Zero Order

On-screen women in STEM: Nerd edition

Posted in Uncategorized by Amy Ross on February 28, 2012

Today the American Association for University Women (AAUW) posted “Our Favorite On-screen Women in STEM”.  While they had some good choices,  I found a few of them questionable.  Hermione Granger? She was a wizard.  Are there really so few female scientists they had to name Sandy from Spongebob Squarepants?

So with that, I give you my top five onscreen women in STEM. I will warn you it’s going to be heavily sci-fi biases. This not geeking out thing on the blog isn’t going well at the moment…

1. Martha Jones, Doctor Who

Martha met the Doctor when she was a med student. Through her travels in time and space, she was able to get out of scrapes by thinking on her feet, solving problems, and occasionally, treating a dislocation in a humanoid fish. Oh, and she saved the world.

2. Toshiko “Tosh” Sato, Torchwood

Tosh was the computer and technology expert for Torchwood, a secret alien-fighting agency. Access to government databases? Alien technology? No problem.

3. Leslie Winkle,  The Big Bang Theory

Leslie is an experimental physicist who uses likes to use lab equipment to prepare her breakfast. Although Amy Farrah Fowler gets more attention, I’ve always like Leslie. She had decent social skills and didn’t hesitate to put Sheldon in his place.

4. B’Elanna Torres, Star Trek: Voyager

Flunking out of Starfleet Academy didn’t stop B’Elanna from becoming Chief Engineer when Voyager was flung to the Delta Quadrant. She was tough and could fix anything. And don’t laugh; Voyager had some good episodes.

5. Lisbeth Salander, The Girl With the Dragon Tattoo and lesser known sequels

Although she never graduated high school, Lisbeth is a brilliant computer hacker. She’s curious, strong willed, and insists on justice, even if she has to take drastic measures.

Honorable Mentions:
Jean Grey, X-Men movies
Jordan Cochran, Real Genius
Kaylee Frye, Firefly
Liz Shaw, Classic Doctor Who

What was interesting about coming up with this list was how few women were eligible and how long it took to think of them.  There are over 100 recurring characters on The Simpsons; not one is a woman in a STEM field.  There’s no shortage of women executives, lawyers, or politicians on TV, but scientists? Not so much.

On the upside, I had a much easier time thinking of actual women in STEM. Marie Curie. Rosalind Franklin. Maud Lenora Menten. Barbara McClintock. Danica McKellar. And of course, there’s all the women faculty members and industry people who aren’t famous.


Publications and easy caffeine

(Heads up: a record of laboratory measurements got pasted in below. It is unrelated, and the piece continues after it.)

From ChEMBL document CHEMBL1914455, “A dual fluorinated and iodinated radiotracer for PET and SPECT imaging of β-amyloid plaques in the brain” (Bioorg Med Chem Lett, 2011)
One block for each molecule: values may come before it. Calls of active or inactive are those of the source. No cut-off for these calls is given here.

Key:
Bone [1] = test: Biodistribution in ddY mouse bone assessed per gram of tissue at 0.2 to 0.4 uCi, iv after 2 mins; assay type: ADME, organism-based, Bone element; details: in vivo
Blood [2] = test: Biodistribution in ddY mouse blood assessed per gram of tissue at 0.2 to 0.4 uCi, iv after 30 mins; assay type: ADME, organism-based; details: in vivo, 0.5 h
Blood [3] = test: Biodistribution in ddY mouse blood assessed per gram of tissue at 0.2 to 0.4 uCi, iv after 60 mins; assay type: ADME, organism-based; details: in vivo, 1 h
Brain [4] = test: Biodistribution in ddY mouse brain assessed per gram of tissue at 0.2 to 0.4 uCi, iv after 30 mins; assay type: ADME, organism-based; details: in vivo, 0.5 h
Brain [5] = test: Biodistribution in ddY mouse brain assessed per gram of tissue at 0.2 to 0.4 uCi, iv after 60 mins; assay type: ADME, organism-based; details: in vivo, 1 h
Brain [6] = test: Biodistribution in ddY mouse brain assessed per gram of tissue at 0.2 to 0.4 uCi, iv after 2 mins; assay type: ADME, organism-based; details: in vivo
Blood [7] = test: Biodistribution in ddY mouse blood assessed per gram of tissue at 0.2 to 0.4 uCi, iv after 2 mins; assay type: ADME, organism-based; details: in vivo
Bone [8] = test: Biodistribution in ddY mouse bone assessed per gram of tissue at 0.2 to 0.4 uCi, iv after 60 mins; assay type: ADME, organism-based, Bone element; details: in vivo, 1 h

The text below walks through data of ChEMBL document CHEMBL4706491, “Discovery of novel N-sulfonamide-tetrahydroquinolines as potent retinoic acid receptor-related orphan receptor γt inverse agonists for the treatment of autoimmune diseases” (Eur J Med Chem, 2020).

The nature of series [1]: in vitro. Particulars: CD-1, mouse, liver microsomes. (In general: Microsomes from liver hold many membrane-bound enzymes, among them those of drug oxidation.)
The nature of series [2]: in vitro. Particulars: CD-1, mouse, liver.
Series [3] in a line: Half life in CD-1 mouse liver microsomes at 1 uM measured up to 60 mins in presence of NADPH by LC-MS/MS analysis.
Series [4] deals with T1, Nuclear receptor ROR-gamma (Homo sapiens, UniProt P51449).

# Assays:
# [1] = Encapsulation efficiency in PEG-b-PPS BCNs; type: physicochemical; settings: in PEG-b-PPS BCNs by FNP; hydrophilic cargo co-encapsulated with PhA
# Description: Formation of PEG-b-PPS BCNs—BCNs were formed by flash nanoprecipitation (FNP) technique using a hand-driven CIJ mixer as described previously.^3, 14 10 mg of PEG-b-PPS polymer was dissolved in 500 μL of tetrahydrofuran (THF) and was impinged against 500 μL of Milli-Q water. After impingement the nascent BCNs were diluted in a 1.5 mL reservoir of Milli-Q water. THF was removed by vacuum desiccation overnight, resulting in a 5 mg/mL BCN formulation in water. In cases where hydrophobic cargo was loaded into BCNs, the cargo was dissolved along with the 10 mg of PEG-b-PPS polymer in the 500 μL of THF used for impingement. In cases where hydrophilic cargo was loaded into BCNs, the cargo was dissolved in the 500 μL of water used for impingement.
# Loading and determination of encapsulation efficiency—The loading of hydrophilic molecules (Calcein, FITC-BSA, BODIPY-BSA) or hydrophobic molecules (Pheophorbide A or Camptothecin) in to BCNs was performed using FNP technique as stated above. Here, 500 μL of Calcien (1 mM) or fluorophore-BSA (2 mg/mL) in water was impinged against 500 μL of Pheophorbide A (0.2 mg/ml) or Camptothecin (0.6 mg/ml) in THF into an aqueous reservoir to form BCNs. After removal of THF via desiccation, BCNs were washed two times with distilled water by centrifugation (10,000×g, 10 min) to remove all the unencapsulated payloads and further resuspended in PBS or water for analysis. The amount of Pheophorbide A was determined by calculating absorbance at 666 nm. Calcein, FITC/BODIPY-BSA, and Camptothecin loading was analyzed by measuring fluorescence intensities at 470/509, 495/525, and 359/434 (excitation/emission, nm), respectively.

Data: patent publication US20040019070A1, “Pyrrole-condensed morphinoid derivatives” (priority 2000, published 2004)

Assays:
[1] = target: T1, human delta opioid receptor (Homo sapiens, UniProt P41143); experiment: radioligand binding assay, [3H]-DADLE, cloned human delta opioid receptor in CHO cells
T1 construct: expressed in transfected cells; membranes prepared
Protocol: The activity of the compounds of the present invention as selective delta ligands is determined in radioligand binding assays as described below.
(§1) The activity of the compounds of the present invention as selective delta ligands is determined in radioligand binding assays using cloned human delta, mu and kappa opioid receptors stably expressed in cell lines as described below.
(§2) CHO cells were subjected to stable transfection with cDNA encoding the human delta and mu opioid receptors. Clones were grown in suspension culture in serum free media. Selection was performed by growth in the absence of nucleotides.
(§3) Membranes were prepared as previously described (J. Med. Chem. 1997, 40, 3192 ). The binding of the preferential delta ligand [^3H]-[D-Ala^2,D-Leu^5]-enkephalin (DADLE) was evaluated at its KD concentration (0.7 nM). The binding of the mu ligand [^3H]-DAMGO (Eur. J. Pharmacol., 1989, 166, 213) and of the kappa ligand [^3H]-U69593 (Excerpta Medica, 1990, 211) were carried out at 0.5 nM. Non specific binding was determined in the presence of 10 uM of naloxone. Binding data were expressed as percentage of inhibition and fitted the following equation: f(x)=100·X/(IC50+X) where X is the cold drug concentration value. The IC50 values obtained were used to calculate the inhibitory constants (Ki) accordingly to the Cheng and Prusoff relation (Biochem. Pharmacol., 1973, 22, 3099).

Posted in Uncategorized by Amy Ross on February 19, 2012
Tags: ,

Hello there.  I haven’t had a whole lot to write about. I’ve been focusing on the job search and some home repair things that unfortunately, keep jumping in price. It’s so much fun to find out the previous owner installed something wrong!

I do have a little exciting news:  A paper I co-authored has been accepted for publication! The paper examines cell viability when encapsulated in superporous hydrogels. This paper was originally written by a previous Master’s student, but had been rejected for publication. I rewrote the intro and conclusion, and one of my labmates rewrote some of the methods and discussion in addition to improving the quality of the images.  “Macroporous Hydrogel Scaffolds: A Platform for Cell Encapsulation” will be published in Biomedical Materials in April.

In the news:

Pharmacy on a chip gets closer: Researchers at MIT performed a clinical trial with an implantable drug delivery device for osteoporosis patients. This is the first implantable drug delivery device I’ve read about that uses electronics; typically the release is governed by diffusion or degradation. Externally programmable pacemakers exist, so why not a drug delivery chip?

FDA to review inhalable caffeine: Aeroshot was actually developed by a bioengineering professor at Harvard. As a Diet Coke addict, I approve of this development 🙂  At $2.99 a tube, it’s cheaper than a cup of coffee at Starbucks.


Quick links: Biocapsules and 3-D printing

Posted in Uncategorized by Amy Ross on February 9, 2012

The folks at Gizmodo were impressed by a controlled drug delivery system using carbon nanotubes. The nanotube capsule is implanted under the skin and releases a drug or protein when exposed to a stimulus. For example, a capsule for a diabetic would release insulin in response to high blood sugar. The creator also proposed putting cells in the nanotubes that would secrete a necessary protein.